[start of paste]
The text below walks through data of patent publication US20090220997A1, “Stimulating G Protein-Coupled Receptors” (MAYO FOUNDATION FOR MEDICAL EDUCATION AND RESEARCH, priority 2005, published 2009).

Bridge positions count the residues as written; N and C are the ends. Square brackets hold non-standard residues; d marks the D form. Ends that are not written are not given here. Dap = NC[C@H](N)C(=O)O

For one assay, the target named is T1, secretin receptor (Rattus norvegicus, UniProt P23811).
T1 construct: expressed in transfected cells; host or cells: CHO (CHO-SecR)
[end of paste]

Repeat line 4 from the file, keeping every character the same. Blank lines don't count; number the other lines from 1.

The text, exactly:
T1 construct: expressed in transfected cells; host or cells: CHO (CHO-SecR)